This post focuses on data engineers and their main stakeholders, whom I’m calling analysts. In some organizations, the main stakeholders may be data scientists or machine learning engineers, but the term analyst is not as bulky, so I’ll use that as a catch all. In addition, I’ll be using the term engineer to refer to data engineers, meaning any engineer who spends the bulk of his or her time focusing on data warehousing, ETL, or database management.
What should the relationship be between engineers and analysts? Good. That is the TL;DR. You are done.
Okay I’ll explain more what I mean. At the three companies at which I’ve been a data engineer and the one at which I’ve been a data analyst, I can say that the data structure tends to look like this:
Figure 1: The approximate relationship between analysts and engineers. I made this myself
This diagram shows there is no superior and inferior group; the relationship is not a hierarchy, it’s a machine with two parts. It’s a machine that, when it works, allows two sets of people with related but distinguishable sets of skills to help a company optimize its data usage.
The diagram shows one other thing: the two teams need to trust each other. Any two individuals working together have to know that, while one focuses on one’s part, the other part is covered well. Data engineers trust that analysts are giving them well written, top priority requests and querying the data to the best of their ability; analysts have to trust that data engineers are giving them good data. The more we trust, the less we look at what the other part is doing, and the more efficient we become.
So how do we do this build unity and trust? I am not suggesting you invite all the analysts to your monthly book club meeting; positive professional relationships can be cultivated more subtly than that. However, the book is Big Little Lies and the drink is Frose so, James, bring ice.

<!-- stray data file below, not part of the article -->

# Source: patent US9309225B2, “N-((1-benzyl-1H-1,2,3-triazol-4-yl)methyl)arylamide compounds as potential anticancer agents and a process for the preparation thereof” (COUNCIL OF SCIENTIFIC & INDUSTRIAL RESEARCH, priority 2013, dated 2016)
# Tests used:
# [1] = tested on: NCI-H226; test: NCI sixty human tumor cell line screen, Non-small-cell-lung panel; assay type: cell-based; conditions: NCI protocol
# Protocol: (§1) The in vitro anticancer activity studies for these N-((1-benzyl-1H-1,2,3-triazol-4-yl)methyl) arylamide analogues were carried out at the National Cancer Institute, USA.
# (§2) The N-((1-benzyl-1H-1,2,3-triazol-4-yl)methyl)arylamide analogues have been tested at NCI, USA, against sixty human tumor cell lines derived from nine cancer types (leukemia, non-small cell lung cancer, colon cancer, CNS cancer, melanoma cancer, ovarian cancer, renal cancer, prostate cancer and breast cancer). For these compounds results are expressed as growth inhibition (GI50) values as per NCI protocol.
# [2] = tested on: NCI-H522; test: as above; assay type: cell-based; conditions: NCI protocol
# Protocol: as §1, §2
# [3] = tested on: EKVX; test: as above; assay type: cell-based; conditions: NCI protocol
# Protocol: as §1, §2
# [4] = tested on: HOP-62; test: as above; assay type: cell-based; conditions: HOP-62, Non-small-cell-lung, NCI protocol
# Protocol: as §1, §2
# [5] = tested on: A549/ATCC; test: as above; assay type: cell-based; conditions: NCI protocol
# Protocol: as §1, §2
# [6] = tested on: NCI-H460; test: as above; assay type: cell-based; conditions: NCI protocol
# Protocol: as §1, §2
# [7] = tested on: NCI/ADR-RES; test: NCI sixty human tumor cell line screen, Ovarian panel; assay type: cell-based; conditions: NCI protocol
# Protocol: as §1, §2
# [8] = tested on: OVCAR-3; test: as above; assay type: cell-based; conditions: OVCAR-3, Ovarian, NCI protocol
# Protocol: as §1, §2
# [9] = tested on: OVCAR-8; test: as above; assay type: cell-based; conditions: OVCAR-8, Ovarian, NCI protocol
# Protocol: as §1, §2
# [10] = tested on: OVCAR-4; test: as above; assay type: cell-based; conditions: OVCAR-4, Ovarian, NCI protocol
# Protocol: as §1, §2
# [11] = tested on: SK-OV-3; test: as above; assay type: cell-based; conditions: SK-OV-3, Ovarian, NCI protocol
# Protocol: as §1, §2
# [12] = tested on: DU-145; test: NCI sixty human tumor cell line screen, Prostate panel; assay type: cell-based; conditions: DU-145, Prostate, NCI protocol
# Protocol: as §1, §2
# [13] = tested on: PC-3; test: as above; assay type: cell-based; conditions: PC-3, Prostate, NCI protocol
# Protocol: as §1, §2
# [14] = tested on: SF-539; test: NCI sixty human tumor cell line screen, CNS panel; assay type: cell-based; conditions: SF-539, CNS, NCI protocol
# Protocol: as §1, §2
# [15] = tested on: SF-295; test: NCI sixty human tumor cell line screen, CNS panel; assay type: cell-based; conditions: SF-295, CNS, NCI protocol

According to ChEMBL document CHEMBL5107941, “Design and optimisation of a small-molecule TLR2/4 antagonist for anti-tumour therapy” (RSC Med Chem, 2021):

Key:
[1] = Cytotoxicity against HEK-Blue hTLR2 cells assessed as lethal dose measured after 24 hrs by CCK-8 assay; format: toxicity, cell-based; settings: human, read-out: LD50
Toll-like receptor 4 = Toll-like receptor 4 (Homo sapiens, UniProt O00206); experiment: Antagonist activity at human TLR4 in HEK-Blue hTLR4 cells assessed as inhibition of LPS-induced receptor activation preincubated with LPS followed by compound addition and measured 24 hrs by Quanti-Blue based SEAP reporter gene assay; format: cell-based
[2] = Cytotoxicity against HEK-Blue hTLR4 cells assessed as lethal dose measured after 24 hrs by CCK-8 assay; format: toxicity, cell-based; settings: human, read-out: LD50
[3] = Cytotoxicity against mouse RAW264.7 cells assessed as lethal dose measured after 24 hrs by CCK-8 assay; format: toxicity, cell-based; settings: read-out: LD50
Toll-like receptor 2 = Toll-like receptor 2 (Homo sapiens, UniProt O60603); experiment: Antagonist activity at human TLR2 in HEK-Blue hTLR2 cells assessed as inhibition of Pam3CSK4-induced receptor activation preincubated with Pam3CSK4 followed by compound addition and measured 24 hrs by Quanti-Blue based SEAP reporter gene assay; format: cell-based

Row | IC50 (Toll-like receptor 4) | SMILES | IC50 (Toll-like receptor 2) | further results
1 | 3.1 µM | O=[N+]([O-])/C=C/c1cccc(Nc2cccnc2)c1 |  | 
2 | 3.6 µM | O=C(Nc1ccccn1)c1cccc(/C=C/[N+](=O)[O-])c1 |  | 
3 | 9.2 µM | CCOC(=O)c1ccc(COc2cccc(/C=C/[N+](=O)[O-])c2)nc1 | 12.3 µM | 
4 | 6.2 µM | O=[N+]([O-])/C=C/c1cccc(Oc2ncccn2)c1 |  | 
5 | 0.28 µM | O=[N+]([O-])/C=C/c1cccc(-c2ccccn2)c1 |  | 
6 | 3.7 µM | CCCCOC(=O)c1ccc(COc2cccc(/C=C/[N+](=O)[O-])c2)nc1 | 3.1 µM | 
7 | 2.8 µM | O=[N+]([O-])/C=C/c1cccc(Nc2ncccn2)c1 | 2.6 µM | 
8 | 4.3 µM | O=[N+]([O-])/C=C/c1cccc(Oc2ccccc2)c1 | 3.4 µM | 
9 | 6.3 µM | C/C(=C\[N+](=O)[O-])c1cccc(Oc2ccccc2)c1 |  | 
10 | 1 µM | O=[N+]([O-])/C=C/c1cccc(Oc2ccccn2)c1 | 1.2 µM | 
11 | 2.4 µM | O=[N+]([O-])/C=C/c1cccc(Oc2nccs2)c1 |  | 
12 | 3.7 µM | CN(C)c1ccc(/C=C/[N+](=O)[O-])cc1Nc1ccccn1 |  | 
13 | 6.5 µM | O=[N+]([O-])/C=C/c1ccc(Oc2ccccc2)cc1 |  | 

This is how I have seen data engineers cultivate a good relationship with analysts:
Make them your #1 stakeholder
Help them with data QA
Focus on your mutual goal
Make them your #1 stakeholder I know, I know, we love all stakeholders equally. I really do believe all stakeholders bring something equal and individual to the company, but analysts are a special case. Referring back to the funnel, analysts can be seen as a combination of all other stakeholders; they funnel the top priorities from around the organization into requests. So prioritizing them is not special preference to one group, but rather special preference to already prioritized requests.
Help them with data QA and maintenance You know what they say: fences make good neighbors, unless people start throwing bad data over them. We should help all groups with QA as is needed, but analysts are the only group that is not strictly one domain so they may need a little more help. Although we should always check that our data is reasonable and right against the source, when a marketing exec asks for marketing data, a reasonable assumption is that he or she knows it cold; our QA pales in comparison to their domain knowledge. For general analyst groups though, they may not have the domain knowledge. They cover multiple subject areas and some are new to them. While an exec may have been working on a implementing a new project for months, the analysts might not hear about it until right before it goes live. So we should give them a little extra help with QA.
Focus on your mutual goal This should be obvious from the diagram: we are working on the same goal (I am so proud of that diagram; I’m going to ask my mum if she’ll hang it on the fridge). The KPIs need to be defined, the reports need to be made, and we have to do this together. So focus on that in every conversion, especially the hard ones. Invitations to help interview potential team members or invitations to meetings demonstrate an inclusiveness that won’t go unnoticed.
As for how analysts can build a positive relationship with data engineers, virtually the same three tips apply with small tweaks:
Be sure you’re representing data engineers fairly
Help with data QA
Focus on your mutual goal
The only change is here is number 1: be sure you’re representing data engineers fairly. An analyst may talk to multiple departments and execs in one day, while I often have no meetings after stand up. This leaves bad analyst groups with a tempting choice: constantly blame back office for anything not on time or gone wrong. Data engineers are frequently not there to defend themselves, so they’re an easy target. But I advise analysts not to give in to temptation; if you saw the funnel in half, nobody wins, especially not the company. Also, my mother said there’s no room on the fridge for the funnel because of my sister’s wedding stuff.